While the fast electrosensory pathway follows the EOD reafferent signals without adaptation (Baker, 1980; Pereira et al., 2005), the slow pathway shows clear adaptive responses possibly serving novelty detection, among other functions (Bell, 1981; Bell et al., 1993; Bastian, 1986a; Bastian, 1986b; Bastian, 1995; Bastian, 1999; Bell et al., 1993; Bell et al., 1997a; Bell et al., 1997b; Lewis and Maler, 2002; Grau and Bastian, 1986; Pereira et al., 2005; Caputi et al., 2008). Here we focus on the one-spike-onset neurons representing the fast pathway in the electrosensory lobe.
In pulse gymnotiforms the neurons of the ELL respond to the self-generated electric field with a well-defined pattern of discharge. While the fast electrosensory pathway carries a latency encoded image of the head region (Castelló et al., 1998), the slow pathway shows different neuron types characterized by a post-EOD probability pattern of discharge (A.A.C., unpublished).
The fast electrosensory pathway was described by Thomas Szabo in gymnotid and mormyrid fish (Szabo, 1967; Szabo et al., 1975). In Gymnotus it originates in tuberous electroreceptors located predominantly in the head region (so-called pulse marker afferents) (Bennett, 1967; Bastian, 1976; Watson and Bastian, 1979). The transcutaneous field evoked by the EOD at the receptor pore triggers a spike at its single arising afferent neural fiber (Bennett, 1967; Watson and Bastian, 1979; Yager and Hopkins, 1993). This spike follows the EOD with an amplitude dependent latency (Szabo et al., 1975; Watson and Bastian, 1979). In consequence, the afferent population encodes the image of nearby objects as a pattern of relative latencies.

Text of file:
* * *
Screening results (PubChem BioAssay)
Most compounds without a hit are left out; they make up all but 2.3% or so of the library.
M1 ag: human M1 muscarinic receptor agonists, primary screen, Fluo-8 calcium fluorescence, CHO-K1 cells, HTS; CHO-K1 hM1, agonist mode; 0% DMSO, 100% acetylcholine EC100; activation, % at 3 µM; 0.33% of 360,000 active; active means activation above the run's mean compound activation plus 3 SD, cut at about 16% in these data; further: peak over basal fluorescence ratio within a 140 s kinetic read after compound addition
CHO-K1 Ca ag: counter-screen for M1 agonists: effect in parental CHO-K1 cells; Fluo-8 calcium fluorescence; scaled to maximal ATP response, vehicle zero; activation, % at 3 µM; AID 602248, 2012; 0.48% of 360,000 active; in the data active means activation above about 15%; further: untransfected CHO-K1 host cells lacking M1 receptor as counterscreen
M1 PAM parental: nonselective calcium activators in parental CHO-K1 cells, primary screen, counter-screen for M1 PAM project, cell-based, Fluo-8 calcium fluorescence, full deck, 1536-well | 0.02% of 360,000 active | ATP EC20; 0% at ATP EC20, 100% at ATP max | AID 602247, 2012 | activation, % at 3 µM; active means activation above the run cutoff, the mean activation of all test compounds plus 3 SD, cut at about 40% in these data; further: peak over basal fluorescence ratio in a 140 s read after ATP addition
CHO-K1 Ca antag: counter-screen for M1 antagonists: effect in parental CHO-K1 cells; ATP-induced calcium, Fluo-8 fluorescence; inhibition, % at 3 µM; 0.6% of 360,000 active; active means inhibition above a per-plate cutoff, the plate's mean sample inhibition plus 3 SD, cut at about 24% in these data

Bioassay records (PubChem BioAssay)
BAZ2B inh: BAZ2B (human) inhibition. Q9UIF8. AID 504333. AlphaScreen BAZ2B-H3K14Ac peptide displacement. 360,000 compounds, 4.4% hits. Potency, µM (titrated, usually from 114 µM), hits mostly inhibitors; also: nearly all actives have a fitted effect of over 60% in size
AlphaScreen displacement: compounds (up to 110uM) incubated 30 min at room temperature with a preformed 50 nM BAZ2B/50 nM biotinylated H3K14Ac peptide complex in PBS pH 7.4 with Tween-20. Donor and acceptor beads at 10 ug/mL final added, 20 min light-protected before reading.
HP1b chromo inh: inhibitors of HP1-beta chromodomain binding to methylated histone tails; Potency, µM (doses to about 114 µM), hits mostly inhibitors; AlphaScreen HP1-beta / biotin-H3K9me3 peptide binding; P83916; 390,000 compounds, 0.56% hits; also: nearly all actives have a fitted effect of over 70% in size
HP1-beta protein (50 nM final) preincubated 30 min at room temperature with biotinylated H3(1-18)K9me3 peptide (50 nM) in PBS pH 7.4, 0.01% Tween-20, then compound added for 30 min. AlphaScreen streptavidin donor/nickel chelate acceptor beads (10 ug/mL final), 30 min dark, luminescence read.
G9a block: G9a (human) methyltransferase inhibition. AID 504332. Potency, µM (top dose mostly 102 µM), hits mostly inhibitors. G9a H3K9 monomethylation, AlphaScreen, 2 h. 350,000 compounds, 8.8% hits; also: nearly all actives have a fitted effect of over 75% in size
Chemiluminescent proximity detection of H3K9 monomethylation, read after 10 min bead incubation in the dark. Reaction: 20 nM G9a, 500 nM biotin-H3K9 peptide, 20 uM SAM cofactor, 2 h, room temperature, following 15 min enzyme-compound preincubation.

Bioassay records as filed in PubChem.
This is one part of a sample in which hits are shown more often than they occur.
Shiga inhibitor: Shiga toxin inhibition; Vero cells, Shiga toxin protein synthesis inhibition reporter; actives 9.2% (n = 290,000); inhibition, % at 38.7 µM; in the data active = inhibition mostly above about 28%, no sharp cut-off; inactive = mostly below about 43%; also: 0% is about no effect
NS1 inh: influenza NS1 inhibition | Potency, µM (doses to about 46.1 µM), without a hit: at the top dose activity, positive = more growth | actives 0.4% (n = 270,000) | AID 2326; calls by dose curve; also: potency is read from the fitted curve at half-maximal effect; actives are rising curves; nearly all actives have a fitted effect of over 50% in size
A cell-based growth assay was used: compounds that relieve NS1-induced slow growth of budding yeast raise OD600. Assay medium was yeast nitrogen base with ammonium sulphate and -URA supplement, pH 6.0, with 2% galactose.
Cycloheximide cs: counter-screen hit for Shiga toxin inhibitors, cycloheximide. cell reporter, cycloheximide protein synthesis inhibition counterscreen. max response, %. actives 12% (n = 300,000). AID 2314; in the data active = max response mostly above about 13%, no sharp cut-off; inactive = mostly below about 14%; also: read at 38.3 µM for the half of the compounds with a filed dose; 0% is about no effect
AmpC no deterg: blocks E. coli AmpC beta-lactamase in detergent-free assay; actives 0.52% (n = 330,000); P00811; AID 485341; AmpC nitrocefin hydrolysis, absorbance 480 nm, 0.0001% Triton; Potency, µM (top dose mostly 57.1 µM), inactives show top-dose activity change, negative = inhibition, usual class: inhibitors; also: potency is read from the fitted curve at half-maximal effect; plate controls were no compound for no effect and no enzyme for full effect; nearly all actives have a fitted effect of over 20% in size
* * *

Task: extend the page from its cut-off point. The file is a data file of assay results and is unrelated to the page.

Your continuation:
Pulse marker receptor organs are distributed over the head increasing in density at the center of the jaw, where electroreceptor density and variety are maximal (Castelló et al., 2000). This zone also has the relatively largest representation in the electrosensory lobe (Castelló et al., 1998) and receives electrosensory images with the highest contrast (Caputi and Budelli, 1995; Castelló et al., 2000; Caputi et al., 2011). Taking into account the anatomical and functional similarities with the foveal region of the vertebrate eye (Ramón y Cajal, 1899), the lips and fingertips of primates (Penfield and Boldrey, 1937; Jain et al., 1998), the vibrissae pad in rodents (Lorente de Nó, 1922) and other specialized regions of sensory systems (Catania and Kaas, 1997; Catania et al., 2000), this region has been likened to an electrosensory fovea (Castelló et al., 2000; Bacelo et al., 2008).